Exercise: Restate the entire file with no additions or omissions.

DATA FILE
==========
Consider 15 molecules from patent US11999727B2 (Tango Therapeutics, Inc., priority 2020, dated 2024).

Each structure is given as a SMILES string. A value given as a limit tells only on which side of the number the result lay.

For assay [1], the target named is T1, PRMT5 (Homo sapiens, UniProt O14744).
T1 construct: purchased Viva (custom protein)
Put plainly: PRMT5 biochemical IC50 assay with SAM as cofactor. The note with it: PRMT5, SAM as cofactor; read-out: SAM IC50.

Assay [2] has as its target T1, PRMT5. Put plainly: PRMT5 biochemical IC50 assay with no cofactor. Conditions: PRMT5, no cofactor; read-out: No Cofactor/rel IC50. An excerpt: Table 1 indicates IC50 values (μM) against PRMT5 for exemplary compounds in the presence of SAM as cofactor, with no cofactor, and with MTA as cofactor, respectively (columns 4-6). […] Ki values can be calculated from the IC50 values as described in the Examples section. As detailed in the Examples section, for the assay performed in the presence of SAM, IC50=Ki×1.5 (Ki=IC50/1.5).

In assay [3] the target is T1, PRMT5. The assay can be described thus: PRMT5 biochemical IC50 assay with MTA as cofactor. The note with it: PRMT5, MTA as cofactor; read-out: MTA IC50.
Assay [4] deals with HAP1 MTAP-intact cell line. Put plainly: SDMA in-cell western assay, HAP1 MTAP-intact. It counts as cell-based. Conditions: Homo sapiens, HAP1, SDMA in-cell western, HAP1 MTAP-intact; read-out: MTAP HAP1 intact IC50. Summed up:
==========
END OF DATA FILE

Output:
Consider 15 molecules from patent US11999727B2 (Tango Therapeutics, Inc., priority 2020, dated 2024).

Each structure is given as a SMILES string. A value given as a limit tells only on which side of the number the result lay.

For assay [1], the target named is T1, PRMT5 (Homo sapiens, UniProt O14744).
T1 construct: purchased Viva (custom protein)
Put plainly: PRMT5 biochemical IC50 assay with SAM as cofactor. The note with it: PRMT5, SAM as cofactor; read-out: SAM IC50.

Assay [2] has as its target T1, PRMT5. Put plainly: PRMT5 biochemical IC50 assay with no cofactor. Conditions: PRMT5, no cofactor; read-out: No Cofactor/rel IC50. An excerpt: Table 1 indicates IC50 values (μM) against PRMT5 for exemplary compounds in the presence of SAM as cofactor, with no cofactor, and with MTA as cofactor, respectively (columns 4-6). […] Ki values can be calculated from the IC50 values as described in the Examples section. As detailed in the Examples section, for the assay performed in the presence of SAM, IC50=Ki×1.5 (Ki=IC50/1.5).

In assay [3] the target is T1, PRMT5. The assay can be described thus: PRMT5 biochemical IC50 assay with MTA as cofactor. The note with it: PRMT5, MTA as cofactor; read-out: MTA IC50.
Assay [4] deals with HAP1 MTAP-intact cell line. Put plainly: SDMA in-cell western assay, HAP1 MTAP-intact. It counts as cell-based. Conditions: Homo sapiens, HAP1, SDMA in-cell western, HAP1 MTAP-intact; read-out: MTAP HAP1 intact IC50. Summed up: